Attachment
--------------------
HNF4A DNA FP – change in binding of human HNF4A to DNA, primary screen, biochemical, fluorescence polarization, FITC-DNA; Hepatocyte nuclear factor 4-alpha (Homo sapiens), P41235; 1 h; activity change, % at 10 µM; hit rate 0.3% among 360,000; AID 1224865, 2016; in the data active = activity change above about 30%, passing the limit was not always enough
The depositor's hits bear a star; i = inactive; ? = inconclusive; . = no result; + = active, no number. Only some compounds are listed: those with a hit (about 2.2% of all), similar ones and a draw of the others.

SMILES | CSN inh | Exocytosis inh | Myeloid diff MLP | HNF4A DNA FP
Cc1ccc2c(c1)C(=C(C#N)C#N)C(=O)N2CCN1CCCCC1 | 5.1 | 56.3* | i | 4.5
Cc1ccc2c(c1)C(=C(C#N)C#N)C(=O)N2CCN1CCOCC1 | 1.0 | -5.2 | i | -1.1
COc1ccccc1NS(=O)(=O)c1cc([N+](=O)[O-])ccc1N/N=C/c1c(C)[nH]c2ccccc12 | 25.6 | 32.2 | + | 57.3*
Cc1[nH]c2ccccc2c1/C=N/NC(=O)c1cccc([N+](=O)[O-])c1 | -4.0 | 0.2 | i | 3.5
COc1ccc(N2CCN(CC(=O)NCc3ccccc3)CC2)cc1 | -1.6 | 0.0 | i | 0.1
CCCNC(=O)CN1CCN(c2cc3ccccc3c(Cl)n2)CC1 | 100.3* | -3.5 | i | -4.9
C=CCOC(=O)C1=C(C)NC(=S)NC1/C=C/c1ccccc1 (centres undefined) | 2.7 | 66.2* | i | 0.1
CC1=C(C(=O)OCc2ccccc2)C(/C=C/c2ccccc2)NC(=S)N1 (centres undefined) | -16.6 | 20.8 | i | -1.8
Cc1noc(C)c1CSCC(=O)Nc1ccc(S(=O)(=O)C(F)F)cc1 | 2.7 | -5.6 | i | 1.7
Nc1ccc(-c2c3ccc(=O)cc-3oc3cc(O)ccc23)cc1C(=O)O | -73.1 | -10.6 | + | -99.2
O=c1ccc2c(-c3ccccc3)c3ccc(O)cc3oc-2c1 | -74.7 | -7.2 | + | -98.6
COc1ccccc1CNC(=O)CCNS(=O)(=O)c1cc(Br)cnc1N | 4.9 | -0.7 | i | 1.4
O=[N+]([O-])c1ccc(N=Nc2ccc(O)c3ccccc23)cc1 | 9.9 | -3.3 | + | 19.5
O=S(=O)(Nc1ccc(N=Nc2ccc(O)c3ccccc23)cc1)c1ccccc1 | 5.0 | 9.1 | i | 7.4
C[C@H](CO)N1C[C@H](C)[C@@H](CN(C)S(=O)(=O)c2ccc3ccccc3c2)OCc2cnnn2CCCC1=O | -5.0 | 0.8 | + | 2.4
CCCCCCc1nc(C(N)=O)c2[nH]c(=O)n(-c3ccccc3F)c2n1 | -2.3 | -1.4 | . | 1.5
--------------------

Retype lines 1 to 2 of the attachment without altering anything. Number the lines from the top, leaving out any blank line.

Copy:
HNF4A DNA FP – change in binding of human HNF4A to DNA, primary screen, biochemical, fluorescence polarization, FITC-DNA; Hepatocyte nuclear factor 4-alpha (Homo sapiens), P41235; 1 h; activity change, % at 10 µM; hit rate 0.3% among 360,000; AID 1224865, 2016; in the data active = activity change above about 30%, passing the limit was not always enough
The depositor's hits bear a star; i = inactive; ? = inconclusive; . = no result; + = active, no number. Only some compounds are listed: those with a hit (about 2.2% of all), similar ones and a draw of the others.